Of course this is based on the situation here, it might be different somewhere else. Even the first post mentions german discounters and I already read in other places how they're viewed in other countries.

    TL;DR I'm gad our food prices aren't inflated by the wages of those greeters.
     
    Last edited: Dec 13, 2019
  17. FAST6191

    OP FAST6191 Techromancer
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    Reasons they might produce a better product.

    So presumably this corporation has had some serious investment and does one thing. The supermarket (or their contractor) might not have had that.
    They might have a better supply of goods -- there is a large difference between 10 million product per year and 500 million if I am the supplier selling something, and if you can scale it into some kind of arbitrage or futures contracts region then prices get even lower.
    They might have some patents. Food patents are even more complicated than probably even medicine and vary by location but it is an option.
    They might have some secret ingredients (a few drops per fairly considerable amounts of a certain flavour compound can have a radical effect on the end result. Possibly also some more money and onus to experiment with different things. They don't have to tell you that either -- look at the back of whatever you have around there and it will probably just say the local equivalent of flavourings, preservatives.... so it is not like their competitors can just read the back and add it into theirs.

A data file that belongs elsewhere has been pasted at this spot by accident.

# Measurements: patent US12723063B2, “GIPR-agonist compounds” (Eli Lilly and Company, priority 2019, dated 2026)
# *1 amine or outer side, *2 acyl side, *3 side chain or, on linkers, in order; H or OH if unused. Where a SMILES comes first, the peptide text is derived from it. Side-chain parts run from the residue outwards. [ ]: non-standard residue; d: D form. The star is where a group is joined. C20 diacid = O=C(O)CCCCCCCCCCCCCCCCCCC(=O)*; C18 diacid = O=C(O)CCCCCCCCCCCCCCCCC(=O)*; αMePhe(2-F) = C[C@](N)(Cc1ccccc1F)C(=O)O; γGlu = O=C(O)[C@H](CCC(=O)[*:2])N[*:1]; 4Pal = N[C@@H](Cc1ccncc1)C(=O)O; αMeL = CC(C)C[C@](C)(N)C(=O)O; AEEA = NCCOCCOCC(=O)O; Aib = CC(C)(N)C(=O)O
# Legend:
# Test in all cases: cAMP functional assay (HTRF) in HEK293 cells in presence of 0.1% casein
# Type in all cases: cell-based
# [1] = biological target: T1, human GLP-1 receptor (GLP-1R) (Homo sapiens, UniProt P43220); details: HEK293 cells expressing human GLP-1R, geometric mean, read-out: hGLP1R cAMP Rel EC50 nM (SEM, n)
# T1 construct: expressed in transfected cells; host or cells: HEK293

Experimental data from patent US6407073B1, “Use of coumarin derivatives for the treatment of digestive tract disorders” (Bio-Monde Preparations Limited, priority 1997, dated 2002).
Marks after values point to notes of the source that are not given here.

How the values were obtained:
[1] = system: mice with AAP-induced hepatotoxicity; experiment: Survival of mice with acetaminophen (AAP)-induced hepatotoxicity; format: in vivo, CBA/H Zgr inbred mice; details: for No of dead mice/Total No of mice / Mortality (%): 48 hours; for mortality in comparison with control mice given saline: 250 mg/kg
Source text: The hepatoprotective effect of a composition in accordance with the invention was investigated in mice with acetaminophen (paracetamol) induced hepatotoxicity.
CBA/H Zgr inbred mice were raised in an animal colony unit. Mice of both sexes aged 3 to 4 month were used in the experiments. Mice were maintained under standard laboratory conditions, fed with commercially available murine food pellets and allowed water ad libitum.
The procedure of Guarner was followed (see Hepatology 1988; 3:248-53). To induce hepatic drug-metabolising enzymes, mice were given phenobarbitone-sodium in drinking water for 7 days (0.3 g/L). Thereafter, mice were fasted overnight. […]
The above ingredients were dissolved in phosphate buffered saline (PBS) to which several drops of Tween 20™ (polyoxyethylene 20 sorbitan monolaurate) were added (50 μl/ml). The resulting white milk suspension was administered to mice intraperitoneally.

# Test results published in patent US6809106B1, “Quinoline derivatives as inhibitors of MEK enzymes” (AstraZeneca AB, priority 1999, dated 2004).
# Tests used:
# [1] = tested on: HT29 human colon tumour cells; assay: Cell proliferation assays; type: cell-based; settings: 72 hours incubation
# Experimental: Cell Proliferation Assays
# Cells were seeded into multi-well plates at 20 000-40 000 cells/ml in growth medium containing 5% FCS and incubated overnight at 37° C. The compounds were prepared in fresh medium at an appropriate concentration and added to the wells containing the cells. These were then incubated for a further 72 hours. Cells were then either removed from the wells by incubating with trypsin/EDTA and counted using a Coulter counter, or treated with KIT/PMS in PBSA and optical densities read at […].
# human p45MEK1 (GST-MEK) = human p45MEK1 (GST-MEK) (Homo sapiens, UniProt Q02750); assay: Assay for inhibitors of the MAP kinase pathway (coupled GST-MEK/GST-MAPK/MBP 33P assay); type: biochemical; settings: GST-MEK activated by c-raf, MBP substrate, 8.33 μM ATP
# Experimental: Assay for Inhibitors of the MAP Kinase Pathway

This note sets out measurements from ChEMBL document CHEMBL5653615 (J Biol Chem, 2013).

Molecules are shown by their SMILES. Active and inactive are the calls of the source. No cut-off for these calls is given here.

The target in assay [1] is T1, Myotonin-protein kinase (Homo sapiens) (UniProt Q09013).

They might have some secret manufacture methods, or just different ones. See something like liquid nitrogen ice cream which has no different ingredients to normal ice cream, or indeed the various ways of setting and moulding chocolate, or the cheap vs long term methods of making booze, or the various cheeses you can make despite all mostly just being milk. High end food production these days has more in common with industrial chemistry or industrial pharmacology in terms of the processes required*, seeing videos of such factories reminds me more of proper hardcore industrial control heavy assembly lines more than the more classic "bigger version of your home kitchen but made out of stainless and using 3 phase motors" food production stuff. While the latter is certainly not cheap the former is eye watering to set up and keep running. Said industrial stuff also means cost per unit produced can be lower (24 hours a day production, fewer staff...) which in turn can go back to ingredients
    They might have some cheaper transport methods.

    On top of all this that nice advertising meaning it could well all be in your head, and also first bite is with the eyes. Or on the flip side ever see that test where food critics could not tell which olive oil was the legit stuff as the fake was so prevalent their taste buds has adjusted?

    *as a slight taster for this I have been quite enjoying Bon Appetit's series where they make gourmet versions of cheap and cheerful foods, wherein they get a decent pastry chef, a very nicely kitted out kitchen (do you know anybody in the real world with a dehydrator?) and have a fairly hard time with a lot of things.